Academics can harm kids at the preschool age. Help them learn otherwise

Academics can harm kids at the preschool age Help them learn otherwise

On September 25th, 2016, The Washington Post published an article by Moriah Balingit that highlighted the pressure that parents of kindergartners succumb to when it comes to their kids’ academic development. A study that she cites shows that the number of people who believed that kids have to learn to read by preschool age increased from 31 percent in 1998 to a crazy 80 percent in 2010. In response to this article, pediatric neurologist Martha Bridge Denckla wrote a letter to the editor, detailing the development of the brain between the ages of four and seven. Getting kids to use their brains in methods that they aren’t yet equipped to handle can result in adverse effects. The brain, says Denckla, is supposed to use that that period of maturation to create neurological pathways that help with speed in understanding at a later stage. Forcing a kid to learn alphabets and numbers when these pathways are under construction can affect quick comprehension later, no matter how we try to reverse the process.

The importance of play in early childhood development has been ground into our heads by our own know-it-all parents. Denckla proves that they’re right, however annoying that might be to admit. Trying to get our kids to learn how to read at the kindergarten age, when they’re supposed to be squiggling on paper that we’d call rubbish in kids but sophisticated abstract art in adults, hampers cerebral progress. But how do we deal with this? By the time our kids reach the right age for kindergarten, we’ve certainly forgotten all the lessons our betters taught us about the importance of childhood. All we can think of is getting those food-spilling, potty-spraying monsters out of the house for a few hours a day, when we can lie in bed with a magazine or do a little overdue dusting, catching up with three years’ worth sleep and chores. Some of us might even think to restart our careers, and if we’re working moms, that’s so many hours of creche time we can cut down upon.

If we were able to find places to leave our kids for a couple of hours everyday that allowed for the importance of child development as Denckla sees it, our problems would be solved. If there’s a play school near our houses that we trust, there’s nothing like it. If there isn’t, Montessori kicks in. Living in one of the country’s urban dwellings, all we have to do is visit Indian Montessori Foundation’s site and enter the name of our city, and it’ll give us a list of schools we can enroll our kids into. Instead of driving them to learn to read in a manner that they can’t handle, our kids will be guided through natural learning at their own paces.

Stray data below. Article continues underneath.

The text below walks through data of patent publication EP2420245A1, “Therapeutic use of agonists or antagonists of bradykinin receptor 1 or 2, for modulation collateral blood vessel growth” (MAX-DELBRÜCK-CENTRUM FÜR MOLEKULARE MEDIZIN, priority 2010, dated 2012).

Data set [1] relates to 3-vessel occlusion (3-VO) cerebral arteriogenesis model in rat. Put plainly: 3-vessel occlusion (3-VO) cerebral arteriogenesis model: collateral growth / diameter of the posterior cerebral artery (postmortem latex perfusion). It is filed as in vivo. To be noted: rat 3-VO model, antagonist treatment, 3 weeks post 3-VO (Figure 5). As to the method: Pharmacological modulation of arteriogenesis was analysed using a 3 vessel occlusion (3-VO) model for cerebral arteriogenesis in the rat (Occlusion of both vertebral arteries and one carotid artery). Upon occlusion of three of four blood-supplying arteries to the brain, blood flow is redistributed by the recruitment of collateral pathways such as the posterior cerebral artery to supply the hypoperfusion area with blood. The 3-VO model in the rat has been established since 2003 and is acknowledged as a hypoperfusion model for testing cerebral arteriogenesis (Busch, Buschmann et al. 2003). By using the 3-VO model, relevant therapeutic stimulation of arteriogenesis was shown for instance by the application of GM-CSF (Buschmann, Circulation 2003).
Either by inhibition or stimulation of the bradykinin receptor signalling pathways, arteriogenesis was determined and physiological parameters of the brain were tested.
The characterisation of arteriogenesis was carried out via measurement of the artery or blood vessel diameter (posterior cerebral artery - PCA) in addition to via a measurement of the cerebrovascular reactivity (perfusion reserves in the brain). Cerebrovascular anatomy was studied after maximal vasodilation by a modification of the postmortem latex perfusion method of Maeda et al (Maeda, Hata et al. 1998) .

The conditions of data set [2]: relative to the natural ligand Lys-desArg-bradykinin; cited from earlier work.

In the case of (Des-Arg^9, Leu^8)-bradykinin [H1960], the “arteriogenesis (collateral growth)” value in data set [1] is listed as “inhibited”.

There’s one other really great option that very few parents explore because it involves enduring an extra two years of the 24/7 monstrosities of a post-toddler. That’s unschooling. By the age to start kindergarten, actually, kids can mostly be trusted to remain in the same room as us and not cause destruction beyond repair without disturbing us too often. So, get a part-time, work-from-home job. Set up your work area in your kids’ bedroom/nursery. Surround them with stimuli like posters, picture books, basic alphabet and number guides, lots of paper, crayons, perhaps a blackboard and chalk. Give them limited access to an iPad and introduce them to alternative learning sites that they can navigate on their own. Schedule one hour of your day in which you talk to your kids in only English, or whichever language you’d like them to learn, so that they absorb pronunciation. Over the years, you could continue this process and not send them to school too, if you feel like your time and effort is worth it. Don’t worry about whether they’ll be able to live up to the same manner of academic progress that the other children their age show. Certificates are no marker of ability. After all, Malvika Joshi was admitted into MIT after being unschooled most of her life.

So, let’s shake ourselves up, moms, and stop worrying about what the right age to start kindergarten is. The brain development of children from 0 to 6 years is crucial, and we don’t want to mess with it just because we expect too much of them. Let them live their childhoods the way they should.